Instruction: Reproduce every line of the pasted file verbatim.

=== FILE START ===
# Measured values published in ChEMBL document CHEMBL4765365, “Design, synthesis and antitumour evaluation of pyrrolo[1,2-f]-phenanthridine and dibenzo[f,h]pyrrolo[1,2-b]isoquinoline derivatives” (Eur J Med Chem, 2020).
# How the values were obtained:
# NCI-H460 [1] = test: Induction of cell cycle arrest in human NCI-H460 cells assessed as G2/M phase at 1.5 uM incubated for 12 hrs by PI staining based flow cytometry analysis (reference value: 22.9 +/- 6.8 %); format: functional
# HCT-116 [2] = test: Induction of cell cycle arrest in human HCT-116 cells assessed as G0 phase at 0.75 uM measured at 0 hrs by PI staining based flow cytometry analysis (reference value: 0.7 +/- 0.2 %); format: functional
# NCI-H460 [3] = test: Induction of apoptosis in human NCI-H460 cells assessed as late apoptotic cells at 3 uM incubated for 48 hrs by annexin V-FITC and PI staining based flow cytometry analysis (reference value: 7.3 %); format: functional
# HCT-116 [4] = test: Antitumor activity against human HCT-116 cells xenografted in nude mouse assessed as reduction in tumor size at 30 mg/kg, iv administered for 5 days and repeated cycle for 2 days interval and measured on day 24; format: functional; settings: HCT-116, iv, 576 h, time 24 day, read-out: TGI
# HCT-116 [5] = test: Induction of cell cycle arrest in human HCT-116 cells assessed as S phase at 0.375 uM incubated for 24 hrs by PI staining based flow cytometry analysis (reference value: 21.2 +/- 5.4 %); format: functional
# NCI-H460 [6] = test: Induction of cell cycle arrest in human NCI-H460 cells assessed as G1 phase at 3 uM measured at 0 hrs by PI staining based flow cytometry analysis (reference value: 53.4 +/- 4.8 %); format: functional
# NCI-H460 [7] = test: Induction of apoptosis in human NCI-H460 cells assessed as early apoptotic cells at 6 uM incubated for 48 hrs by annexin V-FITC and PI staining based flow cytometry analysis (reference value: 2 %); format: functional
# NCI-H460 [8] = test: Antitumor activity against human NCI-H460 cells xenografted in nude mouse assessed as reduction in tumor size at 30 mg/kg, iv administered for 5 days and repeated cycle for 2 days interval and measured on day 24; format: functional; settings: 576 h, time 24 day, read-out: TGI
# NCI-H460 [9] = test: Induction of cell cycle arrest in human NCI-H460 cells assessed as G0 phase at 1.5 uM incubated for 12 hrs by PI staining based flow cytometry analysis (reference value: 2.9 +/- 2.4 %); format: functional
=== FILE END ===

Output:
# Measured values published in ChEMBL document CHEMBL4765365, “Design, synthesis and antitumour evaluation of pyrrolo[1,2-f]-phenanthridine and dibenzo[f,h]pyrrolo[1,2-b]isoquinoline derivatives” (Eur J Med Chem, 2020).
# How the values were obtained:
# NCI-H460 [1] = test: Induction of cell cycle arrest in human NCI-H460 cells assessed as G2/M phase at 1.5 uM incubated for 12 hrs by PI staining based flow cytometry analysis (reference value: 22.9 +/- 6.8 %); format: functional
# HCT-116 [2] = test: Induction of cell cycle arrest in human HCT-116 cells assessed as G0 phase at 0.75 uM measured at 0 hrs by PI staining based flow cytometry analysis (reference value: 0.7 +/- 0.2 %); format: functional
# NCI-H460 [3] = test: Induction of apoptosis in human NCI-H460 cells assessed as late apoptotic cells at 3 uM incubated for 48 hrs by annexin V-FITC and PI staining based flow cytometry analysis (reference value: 7.3 %); format: functional
# HCT-116 [4] = test: Antitumor activity against human HCT-116 cells xenografted in nude mouse assessed as reduction in tumor size at 30 mg/kg, iv administered for 5 days and repeated cycle for 2 days interval and measured on day 24; format: functional; settings: HCT-116, iv, 576 h, time 24 day, read-out: TGI
# HCT-116 [5] = test: Induction of cell cycle arrest in human HCT-116 cells assessed as S phase at 0.375 uM incubated for 24 hrs by PI staining based flow cytometry analysis (reference value: 21.2 +/- 5.4 %); format: functional
# NCI-H460 [6] = test: Induction of cell cycle arrest in human NCI-H460 cells assessed as G1 phase at 3 uM measured at 0 hrs by PI staining based flow cytometry analysis (reference value: 53.4 +/- 4.8 %); format: functional
# NCI-H460 [7] = test: Induction of apoptosis in human NCI-H460 cells assessed as early apoptotic cells at 6 uM incubated for 48 hrs by annexin V-FITC and PI staining based flow cytometry analysis (reference value: 2 %); format: functional
# NCI-H460 [8] = test: Antitumor activity against human NCI-H460 cells xenografted in nude mouse assessed as reduction in tumor size at 30 mg/kg, iv administered for 5 days and repeated cycle for 2 days interval and measured on day 24; format: functional; settings: 576 h, time 24 day, read-out: TGI
# NCI-H460 [9] = test: Induction of cell cycle arrest in human NCI-H460 cells assessed as G0 phase at 1.5 uM incubated for 12 hrs by PI staining based flow cytometry analysis (reference value: 2.9 +/- 2.4 %); format: functional